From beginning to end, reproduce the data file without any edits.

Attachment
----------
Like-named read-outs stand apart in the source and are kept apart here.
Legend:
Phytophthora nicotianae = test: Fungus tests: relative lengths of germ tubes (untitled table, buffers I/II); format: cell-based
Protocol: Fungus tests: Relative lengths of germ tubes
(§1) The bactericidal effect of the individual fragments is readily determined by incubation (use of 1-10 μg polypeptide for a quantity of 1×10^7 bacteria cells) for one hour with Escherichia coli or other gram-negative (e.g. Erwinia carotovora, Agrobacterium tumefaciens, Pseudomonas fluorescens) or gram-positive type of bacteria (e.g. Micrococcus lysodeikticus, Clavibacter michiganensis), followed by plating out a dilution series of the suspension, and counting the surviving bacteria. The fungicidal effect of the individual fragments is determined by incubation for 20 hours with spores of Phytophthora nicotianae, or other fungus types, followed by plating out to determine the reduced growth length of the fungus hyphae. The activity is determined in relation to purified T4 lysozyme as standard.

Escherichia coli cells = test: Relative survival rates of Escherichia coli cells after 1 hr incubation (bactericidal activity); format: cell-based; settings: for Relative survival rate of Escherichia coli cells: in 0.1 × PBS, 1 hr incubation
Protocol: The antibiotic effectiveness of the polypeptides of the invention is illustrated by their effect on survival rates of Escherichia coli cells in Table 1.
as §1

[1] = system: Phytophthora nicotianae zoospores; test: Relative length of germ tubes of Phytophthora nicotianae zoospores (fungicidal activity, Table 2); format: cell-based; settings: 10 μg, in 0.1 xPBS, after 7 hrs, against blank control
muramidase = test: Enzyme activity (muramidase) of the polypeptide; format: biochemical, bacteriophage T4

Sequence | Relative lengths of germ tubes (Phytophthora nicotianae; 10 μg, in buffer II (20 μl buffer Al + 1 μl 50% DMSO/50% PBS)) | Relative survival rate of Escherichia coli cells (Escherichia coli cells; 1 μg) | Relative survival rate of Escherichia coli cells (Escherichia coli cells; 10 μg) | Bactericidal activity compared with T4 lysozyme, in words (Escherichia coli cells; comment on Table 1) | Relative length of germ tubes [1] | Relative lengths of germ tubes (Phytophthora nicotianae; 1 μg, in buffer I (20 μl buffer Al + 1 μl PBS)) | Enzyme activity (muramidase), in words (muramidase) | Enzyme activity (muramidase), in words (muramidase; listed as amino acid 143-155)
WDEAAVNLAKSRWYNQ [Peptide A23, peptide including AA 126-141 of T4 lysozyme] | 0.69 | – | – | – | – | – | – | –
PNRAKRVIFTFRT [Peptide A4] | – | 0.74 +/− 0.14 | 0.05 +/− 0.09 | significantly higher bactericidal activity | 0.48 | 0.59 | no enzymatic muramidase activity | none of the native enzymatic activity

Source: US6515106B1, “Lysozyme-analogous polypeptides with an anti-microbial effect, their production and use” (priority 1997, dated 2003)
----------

Like-named read-outs stand apart in the source and are kept apart here.
Legend:
Phytophthora nicotianae = test: Fungus tests: relative lengths of germ tubes (untitled table, buffers I/II); format: cell-based
Protocol: Fungus tests: Relative lengths of germ tubes
(§1) The bactericidal effect of the individual fragments is readily determined by incubation (use of 1-10 μg polypeptide for a quantity of 1×10^7 bacteria cells) for one hour with Escherichia coli or other gram-negative (e.g. Erwinia carotovora, Agrobacterium tumefaciens, Pseudomonas fluorescens) or gram-positive type of bacteria (e.g. Micrococcus lysodeikticus, Clavibacter michiganensis), followed by plating out a dilution series of the suspension, and counting the surviving bacteria. The fungicidal effect of the individual fragments is determined by incubation for 20 hours with spores of Phytophthora nicotianae, or other fungus types, followed by plating out to determine the reduced growth length of the fungus hyphae. The activity is determined in relation to purified T4 lysozyme as standard.

Escherichia coli cells = test: Relative survival rates of Escherichia coli cells after 1 hr incubation (bactericidal activity); format: cell-based; settings: for Relative survival rate of Escherichia coli cells: in 0.1 × PBS, 1 hr incubation
Protocol: The antibiotic effectiveness of the polypeptides of the invention is illustrated by their effect on survival rates of Escherichia coli cells in Table 1.
as §1

[1] = system: Phytophthora nicotianae zoospores; test: Relative length of germ tubes of Phytophthora nicotianae zoospores (fungicidal activity, Table 2); format: cell-based; settings: 10 μg, in 0.1 xPBS, after 7 hrs, against blank control
muramidase = test: Enzyme activity (muramidase) of the polypeptide; format: biochemical, bacteriophage T4

Sequence | Relative lengths of germ tubes (Phytophthora nicotianae; 10 μg, in buffer II (20 μl buffer Al + 1 μl 50% DMSO/50% PBS)) | Relative survival rate of Escherichia coli cells (Escherichia coli cells; 1 μg) | Relative survival rate of Escherichia coli cells (Escherichia coli cells; 10 μg) | Bactericidal activity compared with T4 lysozyme, in words (Escherichia coli cells; comment on Table 1) | Relative length of germ tubes [1] | Relative lengths of germ tubes (Phytophthora nicotianae; 1 μg, in buffer I (20 μl buffer Al + 1 μl PBS)) | Enzyme activity (muramidase), in words (muramidase) | Enzyme activity (muramidase), in words (muramidase; listed as amino acid 143-155)
WDEAAVNLAKSRWYNQ [Peptide A23, peptide including AA 126-141 of T4 lysozyme] | 0.69 | – | – | – | – | – | – | –
PNRAKRVIFTFRT [Peptide A4] | – | 0.74 +/− 0.14 | 0.05 +/− 0.09 | significantly higher bactericidal activity | 0.48 | 0.59 | no enzymatic muramidase activity | none of the native enzymatic activity

Source: US6515106B1, “Lysozyme-analogous polypeptides with an anti-microbial effect, their production and use” (priority 1997, dated 2003)